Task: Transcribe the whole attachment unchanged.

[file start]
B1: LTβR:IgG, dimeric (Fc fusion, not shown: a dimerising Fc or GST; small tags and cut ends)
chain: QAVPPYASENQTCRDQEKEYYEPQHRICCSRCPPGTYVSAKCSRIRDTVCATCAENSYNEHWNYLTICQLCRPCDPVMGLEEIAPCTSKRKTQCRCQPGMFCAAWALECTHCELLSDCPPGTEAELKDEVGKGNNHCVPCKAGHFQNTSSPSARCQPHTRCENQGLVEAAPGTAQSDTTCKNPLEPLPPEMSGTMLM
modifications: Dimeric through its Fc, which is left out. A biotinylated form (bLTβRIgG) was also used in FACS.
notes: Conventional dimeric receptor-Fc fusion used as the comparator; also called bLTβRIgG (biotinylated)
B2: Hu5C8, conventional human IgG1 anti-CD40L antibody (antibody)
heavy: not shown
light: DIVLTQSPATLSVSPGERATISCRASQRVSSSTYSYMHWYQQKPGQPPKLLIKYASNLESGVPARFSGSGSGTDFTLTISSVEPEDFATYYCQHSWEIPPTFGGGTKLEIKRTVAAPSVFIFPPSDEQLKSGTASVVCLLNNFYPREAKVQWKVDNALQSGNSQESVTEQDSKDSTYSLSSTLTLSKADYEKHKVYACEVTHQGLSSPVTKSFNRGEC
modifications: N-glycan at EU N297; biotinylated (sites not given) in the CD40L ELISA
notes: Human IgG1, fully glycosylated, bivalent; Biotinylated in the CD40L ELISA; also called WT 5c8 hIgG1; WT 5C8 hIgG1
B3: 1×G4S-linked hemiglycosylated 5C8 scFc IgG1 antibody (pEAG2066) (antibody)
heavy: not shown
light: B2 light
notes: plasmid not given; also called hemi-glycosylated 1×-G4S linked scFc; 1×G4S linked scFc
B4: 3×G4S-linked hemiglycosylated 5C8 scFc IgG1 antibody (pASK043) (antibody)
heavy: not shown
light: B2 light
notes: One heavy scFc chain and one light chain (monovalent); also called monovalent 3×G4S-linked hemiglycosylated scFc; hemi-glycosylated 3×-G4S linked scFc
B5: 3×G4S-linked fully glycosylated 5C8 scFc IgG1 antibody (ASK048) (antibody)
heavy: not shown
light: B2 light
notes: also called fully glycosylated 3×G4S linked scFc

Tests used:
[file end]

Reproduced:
B1: LTβR:IgG, dimeric (Fc fusion, not shown: a dimerising Fc or GST; small tags and cut ends)
chain: QAVPPYASENQTCRDQEKEYYEPQHRICCSRCPPGTYVSAKCSRIRDTVCATCAENSYNEHWNYLTICQLCRPCDPVMGLEEIAPCTSKRKTQCRCQPGMFCAAWALECTHCELLSDCPPGTEAELKDEVGKGNNHCVPCKAGHFQNTSSPSARCQPHTRCENQGLVEAAPGTAQSDTTCKNPLEPLPPEMSGTMLM
modifications: Dimeric through its Fc, which is left out. A biotinylated form (bLTβRIgG) was also used in FACS.
notes: Conventional dimeric receptor-Fc fusion used as the comparator; also called bLTβRIgG (biotinylated)
B2: Hu5C8, conventional human IgG1 anti-CD40L antibody (antibody)
heavy: not shown
light: DIVLTQSPATLSVSPGERATISCRASQRVSSSTYSYMHWYQQKPGQPPKLLIKYASNLESGVPARFSGSGSGTDFTLTISSVEPEDFATYYCQHSWEIPPTFGGGTKLEIKRTVAAPSVFIFPPSDEQLKSGTASVVCLLNNFYPREAKVQWKVDNALQSGNSQESVTEQDSKDSTYSLSSTLTLSKADYEKHKVYACEVTHQGLSSPVTKSFNRGEC
modifications: N-glycan at EU N297; biotinylated (sites not given) in the CD40L ELISA
notes: Human IgG1, fully glycosylated, bivalent; Biotinylated in the CD40L ELISA; also called WT 5c8 hIgG1; WT 5C8 hIgG1
B3: 1×G4S-linked hemiglycosylated 5C8 scFc IgG1 antibody (pEAG2066) (antibody)
heavy: not shown
light: B2 light
notes: plasmid not given; also called hemi-glycosylated 1×-G4S linked scFc; 1×G4S linked scFc
B4: 3×G4S-linked hemiglycosylated 5C8 scFc IgG1 antibody (pASK043) (antibody)
heavy: not shown
light: B2 light
notes: One heavy scFc chain and one light chain (monovalent); also called monovalent 3×G4S-linked hemiglycosylated scFc; hemi-glycosylated 3×-G4S linked scFc
B5: 3×G4S-linked fully glycosylated 5C8 scFc IgG1 antibody (ASK048) (antibody)
heavy: not shown
light: B2 light
notes: also called fully glycosylated 3×G4S linked scFc

Tests used: